Image:Courtesy William Wikoff/Scripps Institute of Research
Thankfully, this armored virus does not infect humans. Rather it belongs to a class of viruses known as bacteriophages, which only infect bacteria. Because of the virus's extremely small size (its head is thousands of times narrower than a human hair) researchers turned to electron microscopy and x-ray crystallography to examine its exterior. HK97's coat, they found, consists of 72 interlocking rings of protein--formidable protection for the virus's DNA. "Its protein rings are cross-linked in a manner similar to the five-ring Olympic symbol," notes Hiro Tsuruta of Stanford University. "Together the rings form a rigid, spherical cage shaped like a 20-sided soccer ball."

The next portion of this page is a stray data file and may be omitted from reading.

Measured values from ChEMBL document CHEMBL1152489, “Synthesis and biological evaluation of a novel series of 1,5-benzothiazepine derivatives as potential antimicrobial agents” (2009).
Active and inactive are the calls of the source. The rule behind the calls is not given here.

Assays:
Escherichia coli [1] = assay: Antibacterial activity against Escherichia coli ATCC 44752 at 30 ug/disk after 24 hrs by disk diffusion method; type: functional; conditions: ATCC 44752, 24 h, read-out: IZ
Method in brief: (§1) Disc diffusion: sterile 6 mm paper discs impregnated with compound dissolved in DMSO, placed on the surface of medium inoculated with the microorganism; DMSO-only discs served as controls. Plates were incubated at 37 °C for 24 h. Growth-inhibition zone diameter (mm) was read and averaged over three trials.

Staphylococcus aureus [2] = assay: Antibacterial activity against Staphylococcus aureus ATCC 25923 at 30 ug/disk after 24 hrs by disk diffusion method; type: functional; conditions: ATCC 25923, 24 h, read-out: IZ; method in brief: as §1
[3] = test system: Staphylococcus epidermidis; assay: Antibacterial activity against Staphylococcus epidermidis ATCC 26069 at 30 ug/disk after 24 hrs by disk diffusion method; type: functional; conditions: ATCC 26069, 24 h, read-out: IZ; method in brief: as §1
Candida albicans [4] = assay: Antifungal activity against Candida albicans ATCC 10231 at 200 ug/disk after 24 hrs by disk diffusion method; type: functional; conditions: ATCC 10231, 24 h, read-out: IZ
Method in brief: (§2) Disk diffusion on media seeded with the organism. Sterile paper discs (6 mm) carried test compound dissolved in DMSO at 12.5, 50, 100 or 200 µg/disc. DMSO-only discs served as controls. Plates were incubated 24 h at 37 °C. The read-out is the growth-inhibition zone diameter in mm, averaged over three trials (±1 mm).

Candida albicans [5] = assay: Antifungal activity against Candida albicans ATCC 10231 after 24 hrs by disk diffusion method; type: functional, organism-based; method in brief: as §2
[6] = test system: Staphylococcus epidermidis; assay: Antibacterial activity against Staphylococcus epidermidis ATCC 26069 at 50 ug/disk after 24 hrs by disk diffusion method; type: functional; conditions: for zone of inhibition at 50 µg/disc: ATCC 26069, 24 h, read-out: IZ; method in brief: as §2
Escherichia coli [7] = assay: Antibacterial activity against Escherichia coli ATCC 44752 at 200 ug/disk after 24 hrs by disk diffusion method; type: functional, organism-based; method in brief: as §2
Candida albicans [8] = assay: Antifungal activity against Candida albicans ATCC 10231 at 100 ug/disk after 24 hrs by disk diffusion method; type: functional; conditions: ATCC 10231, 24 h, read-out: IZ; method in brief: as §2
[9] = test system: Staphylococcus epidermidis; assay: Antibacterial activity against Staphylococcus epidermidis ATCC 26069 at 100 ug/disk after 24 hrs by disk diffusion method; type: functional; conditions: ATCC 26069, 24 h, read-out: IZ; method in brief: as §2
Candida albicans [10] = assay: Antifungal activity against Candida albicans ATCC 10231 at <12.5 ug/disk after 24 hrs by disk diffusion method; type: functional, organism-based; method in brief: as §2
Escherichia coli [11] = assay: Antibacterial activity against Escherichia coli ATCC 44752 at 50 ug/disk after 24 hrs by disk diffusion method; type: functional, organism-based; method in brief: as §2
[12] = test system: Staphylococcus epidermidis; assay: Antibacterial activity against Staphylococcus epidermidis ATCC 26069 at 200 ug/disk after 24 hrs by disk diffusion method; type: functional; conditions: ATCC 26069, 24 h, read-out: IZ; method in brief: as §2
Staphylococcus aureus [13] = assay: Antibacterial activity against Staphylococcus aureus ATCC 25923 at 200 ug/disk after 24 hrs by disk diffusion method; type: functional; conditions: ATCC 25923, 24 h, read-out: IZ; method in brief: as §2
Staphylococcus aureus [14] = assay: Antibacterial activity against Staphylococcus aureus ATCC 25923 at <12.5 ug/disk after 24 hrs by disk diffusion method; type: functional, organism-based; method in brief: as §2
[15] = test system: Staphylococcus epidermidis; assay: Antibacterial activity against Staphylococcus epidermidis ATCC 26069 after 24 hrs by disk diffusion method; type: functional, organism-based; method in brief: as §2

The viral armor may well function similarly to the ensembles of medieval knights, which offered both protection and freedom of movement. "This virus has developed a very clever way of keeping its DNA intact," Tsuruta observes. Nanotechnology investigators may take inspiration from this clever configuration. "People are looking at viruses as containers," remarks Scripps Research Institute biologist John E. Johnson, "and the chain mail structure could provide a novel way to create a container that's very thin yet stable."